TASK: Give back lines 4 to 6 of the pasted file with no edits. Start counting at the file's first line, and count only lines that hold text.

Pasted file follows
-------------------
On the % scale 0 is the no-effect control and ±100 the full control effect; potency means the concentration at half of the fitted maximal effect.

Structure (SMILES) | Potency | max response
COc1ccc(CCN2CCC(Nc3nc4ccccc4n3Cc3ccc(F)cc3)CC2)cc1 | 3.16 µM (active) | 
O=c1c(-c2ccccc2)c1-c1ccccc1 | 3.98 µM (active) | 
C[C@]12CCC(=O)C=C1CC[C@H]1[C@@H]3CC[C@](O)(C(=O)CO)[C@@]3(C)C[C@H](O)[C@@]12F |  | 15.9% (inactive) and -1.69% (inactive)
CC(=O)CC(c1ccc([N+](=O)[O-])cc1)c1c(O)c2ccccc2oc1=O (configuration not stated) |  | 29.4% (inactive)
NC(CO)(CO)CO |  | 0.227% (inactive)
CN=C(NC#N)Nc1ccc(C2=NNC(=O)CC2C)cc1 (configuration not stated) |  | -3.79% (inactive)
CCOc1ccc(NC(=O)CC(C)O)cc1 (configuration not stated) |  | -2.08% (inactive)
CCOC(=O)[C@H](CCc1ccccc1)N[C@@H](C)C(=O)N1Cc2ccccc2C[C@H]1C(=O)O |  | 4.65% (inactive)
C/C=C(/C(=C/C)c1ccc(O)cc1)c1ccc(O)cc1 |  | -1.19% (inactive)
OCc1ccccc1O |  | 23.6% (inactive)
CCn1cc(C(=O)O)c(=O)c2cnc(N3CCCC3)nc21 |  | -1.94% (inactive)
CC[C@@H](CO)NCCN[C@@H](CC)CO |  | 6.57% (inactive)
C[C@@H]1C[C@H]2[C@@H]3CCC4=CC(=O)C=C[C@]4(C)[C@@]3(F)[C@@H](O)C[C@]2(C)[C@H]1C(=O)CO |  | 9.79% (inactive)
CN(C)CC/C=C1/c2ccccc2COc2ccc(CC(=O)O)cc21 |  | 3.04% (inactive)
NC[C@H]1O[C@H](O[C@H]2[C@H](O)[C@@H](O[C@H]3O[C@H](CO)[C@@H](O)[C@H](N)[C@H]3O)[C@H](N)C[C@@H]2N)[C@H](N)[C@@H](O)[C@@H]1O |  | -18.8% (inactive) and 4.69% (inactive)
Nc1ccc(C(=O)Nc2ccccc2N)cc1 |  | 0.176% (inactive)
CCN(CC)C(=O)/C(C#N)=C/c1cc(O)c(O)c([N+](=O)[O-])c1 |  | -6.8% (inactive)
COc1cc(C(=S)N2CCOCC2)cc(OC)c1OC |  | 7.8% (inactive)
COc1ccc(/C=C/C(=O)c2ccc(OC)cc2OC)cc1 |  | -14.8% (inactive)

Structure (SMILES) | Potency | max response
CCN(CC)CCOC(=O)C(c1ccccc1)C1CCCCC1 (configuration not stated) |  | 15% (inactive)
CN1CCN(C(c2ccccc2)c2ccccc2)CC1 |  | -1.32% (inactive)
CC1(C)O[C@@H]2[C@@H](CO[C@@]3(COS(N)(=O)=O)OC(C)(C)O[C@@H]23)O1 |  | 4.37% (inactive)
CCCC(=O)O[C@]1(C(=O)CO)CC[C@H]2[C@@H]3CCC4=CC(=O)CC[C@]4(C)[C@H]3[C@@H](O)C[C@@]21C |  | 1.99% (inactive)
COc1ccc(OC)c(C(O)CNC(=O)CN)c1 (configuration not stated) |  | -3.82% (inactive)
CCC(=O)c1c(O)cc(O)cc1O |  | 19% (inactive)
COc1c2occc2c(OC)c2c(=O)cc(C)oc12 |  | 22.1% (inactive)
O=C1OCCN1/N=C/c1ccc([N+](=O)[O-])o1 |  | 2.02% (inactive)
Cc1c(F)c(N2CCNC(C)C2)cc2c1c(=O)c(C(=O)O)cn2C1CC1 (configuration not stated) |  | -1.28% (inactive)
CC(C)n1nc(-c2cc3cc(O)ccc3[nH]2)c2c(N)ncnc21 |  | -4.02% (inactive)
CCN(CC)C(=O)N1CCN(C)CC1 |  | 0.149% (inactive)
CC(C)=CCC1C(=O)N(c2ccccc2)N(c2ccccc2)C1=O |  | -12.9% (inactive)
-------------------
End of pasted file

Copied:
O=c1c(-c2ccccc2)c1-c1ccccc1 | 3.98 µM (active) | 
C[C@]12CCC(=O)C=C1CC[C@H]1[C@@H]3CC[C@](O)(C(=O)CO)[C@@]3(C)C[C@H](O)[C@@]12F |  | 15.9% (inactive) and -1.69% (inactive)
CC(=O)CC(c1ccc([N+](=O)[O-])cc1)c1c(O)c2ccccc2oc1=O (configuration not stated) |  | 29.4% (inactive)